The Dog Kennels

The Queen Mary's dog kennels were housed in a rectangular area approximately 30 ft long by 15 feet wide. Located on the port side of Sports deck, behind the triple tennis courts and just forward of the second funnel, a fenced-in exercise area over 80 ft in length was adjacent to the kennels proper. This walking area included the roof over the first class gymnasium as well as the deck alongside the kennels. One observer commented that even a lamppost was provided to make the dogs "feel at home".


Plan of area

A staircase from the port side of Sun deck led directly up to the kennels, making it convenient for first class passengers to stop by for a romp with Rover. Bellboys earned hefty tips for walking dogs throughout a voyage.

Boys walking dogs

Bellboys walking dogs in the exercise area.

History of Use

1936-1939 - The kennels were used as described above. Two very early "tenants" were Thor, a German shepherd and Skean, a Scottish terrier belonging to Charles A. Lindbergh. The Lindbergh family migrated to Britain in late December of 1935, after the "trial of the century" that ended in the conviction and condemnation of Bruno Hauptman for the kidnapping and murder of their infant son. The dogs followed in 1936 on the Queen Mary. Lindbergh wrote his mother that, "I am afraid they have not appreciated the honor."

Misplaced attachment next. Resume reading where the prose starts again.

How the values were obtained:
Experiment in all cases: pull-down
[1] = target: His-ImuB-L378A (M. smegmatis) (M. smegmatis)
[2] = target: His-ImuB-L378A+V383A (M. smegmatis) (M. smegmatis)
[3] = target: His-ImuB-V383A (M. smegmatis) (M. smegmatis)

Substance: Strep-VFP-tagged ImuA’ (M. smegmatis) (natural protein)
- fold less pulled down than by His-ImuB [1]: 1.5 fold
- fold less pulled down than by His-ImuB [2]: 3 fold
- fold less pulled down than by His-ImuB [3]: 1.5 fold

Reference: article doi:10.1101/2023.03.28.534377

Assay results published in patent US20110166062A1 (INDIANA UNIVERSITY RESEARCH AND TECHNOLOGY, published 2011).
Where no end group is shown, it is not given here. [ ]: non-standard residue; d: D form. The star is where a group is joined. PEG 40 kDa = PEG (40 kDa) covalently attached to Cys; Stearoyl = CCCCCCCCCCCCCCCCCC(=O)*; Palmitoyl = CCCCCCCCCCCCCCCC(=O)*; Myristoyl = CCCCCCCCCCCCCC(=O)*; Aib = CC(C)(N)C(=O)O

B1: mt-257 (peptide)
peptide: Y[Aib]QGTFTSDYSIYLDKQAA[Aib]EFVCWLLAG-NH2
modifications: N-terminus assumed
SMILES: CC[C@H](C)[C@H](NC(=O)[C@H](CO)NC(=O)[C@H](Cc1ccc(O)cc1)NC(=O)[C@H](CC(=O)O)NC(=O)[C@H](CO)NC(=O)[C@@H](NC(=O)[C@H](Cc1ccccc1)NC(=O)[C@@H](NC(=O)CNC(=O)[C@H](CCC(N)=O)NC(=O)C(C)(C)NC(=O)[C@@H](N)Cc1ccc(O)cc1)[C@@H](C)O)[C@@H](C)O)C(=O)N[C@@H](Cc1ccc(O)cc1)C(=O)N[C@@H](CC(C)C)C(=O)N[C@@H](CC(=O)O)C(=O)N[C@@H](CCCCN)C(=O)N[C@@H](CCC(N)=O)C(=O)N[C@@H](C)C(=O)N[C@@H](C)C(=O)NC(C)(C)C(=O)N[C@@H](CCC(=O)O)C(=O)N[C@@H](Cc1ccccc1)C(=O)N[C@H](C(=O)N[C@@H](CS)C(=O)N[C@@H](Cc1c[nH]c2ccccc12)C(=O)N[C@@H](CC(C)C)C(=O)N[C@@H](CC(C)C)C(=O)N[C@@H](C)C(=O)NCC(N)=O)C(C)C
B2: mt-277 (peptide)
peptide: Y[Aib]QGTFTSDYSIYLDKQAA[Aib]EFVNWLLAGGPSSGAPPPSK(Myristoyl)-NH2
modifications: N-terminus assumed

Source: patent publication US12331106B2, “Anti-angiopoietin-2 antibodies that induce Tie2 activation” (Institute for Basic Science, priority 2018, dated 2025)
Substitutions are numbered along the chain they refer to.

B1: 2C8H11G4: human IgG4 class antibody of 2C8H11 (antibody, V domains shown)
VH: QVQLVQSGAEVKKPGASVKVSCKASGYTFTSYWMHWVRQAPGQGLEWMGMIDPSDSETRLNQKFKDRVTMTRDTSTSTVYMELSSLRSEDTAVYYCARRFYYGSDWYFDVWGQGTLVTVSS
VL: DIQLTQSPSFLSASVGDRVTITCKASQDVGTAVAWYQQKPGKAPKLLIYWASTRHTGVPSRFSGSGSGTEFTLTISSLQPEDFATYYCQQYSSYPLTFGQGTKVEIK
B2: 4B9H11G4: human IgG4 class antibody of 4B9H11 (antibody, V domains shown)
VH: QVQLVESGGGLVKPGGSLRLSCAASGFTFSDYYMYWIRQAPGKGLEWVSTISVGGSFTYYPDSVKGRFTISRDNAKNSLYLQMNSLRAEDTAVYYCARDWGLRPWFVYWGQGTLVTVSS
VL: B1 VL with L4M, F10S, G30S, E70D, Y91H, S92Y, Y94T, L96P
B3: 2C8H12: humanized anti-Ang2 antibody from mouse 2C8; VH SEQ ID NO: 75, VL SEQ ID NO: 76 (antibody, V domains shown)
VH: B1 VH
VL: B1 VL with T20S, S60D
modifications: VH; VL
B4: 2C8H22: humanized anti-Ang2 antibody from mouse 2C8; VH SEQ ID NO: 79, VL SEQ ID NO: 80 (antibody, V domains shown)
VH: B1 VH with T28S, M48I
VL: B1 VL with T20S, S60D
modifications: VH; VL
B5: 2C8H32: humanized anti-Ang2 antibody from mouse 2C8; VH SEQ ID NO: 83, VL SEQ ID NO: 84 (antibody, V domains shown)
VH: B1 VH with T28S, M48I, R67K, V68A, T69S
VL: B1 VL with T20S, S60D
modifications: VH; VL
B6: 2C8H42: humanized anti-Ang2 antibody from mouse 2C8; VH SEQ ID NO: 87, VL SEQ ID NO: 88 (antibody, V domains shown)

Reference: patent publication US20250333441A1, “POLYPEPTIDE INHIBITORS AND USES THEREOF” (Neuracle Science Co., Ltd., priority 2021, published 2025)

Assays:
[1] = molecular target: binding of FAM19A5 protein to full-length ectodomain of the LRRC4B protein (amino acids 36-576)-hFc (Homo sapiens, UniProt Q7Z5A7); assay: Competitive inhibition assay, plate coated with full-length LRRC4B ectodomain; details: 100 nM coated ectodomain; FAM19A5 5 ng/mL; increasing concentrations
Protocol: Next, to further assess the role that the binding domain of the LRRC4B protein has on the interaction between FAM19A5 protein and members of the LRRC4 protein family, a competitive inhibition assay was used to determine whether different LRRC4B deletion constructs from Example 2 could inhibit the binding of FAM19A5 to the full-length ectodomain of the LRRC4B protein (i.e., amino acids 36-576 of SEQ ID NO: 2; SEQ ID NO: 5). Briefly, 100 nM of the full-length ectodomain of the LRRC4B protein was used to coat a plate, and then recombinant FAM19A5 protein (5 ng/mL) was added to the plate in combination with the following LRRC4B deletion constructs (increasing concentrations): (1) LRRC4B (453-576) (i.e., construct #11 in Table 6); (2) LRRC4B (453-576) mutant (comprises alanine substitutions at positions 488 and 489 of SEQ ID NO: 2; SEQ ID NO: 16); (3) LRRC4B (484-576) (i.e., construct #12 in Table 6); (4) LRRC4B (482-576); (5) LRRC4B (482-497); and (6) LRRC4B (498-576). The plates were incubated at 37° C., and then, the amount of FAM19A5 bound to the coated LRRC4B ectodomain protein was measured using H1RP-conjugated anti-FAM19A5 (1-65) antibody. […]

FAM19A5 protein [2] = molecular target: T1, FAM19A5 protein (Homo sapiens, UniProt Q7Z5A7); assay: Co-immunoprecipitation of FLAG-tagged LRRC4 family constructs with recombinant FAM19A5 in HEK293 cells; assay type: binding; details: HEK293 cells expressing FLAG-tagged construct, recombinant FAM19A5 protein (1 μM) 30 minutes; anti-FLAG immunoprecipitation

1940-1946 - The Queen Mary was used as a troop transport.

1947-1967 -
The kennels regained their pre-war use as described above.

1968 to present -
When the Queen Mary arrived in Long Beach on December 9, 1967 the kennels were in place and functional. An early consulting study commissioned by the City of Long Beach prior to its purchase and housed in the archives of the Historical Society of Long Beach includes a specific recommendation that the kennels be kept in place for hotel guests' use. Along with the post war first class gymnasium on Sun deck and many other first class amenities on the upper decks, the study recommended that these amenities be incorporated into hotel operation.

Very quickly other views dominated thinking in city hall. Rather than preserve the upper decks of the Queen Mary to provide hotel guests with an ersatz ocean liner experience, Sun deck and Sports deck were gutted to create a mass tourist attraction. The once elegant triple tennis courts just forward of the kennels were designated to house "the world's largest ice cream parlor" (fortunately never built). The gymnasium and cabins in Sun deck were gutted to house a shopping arcade.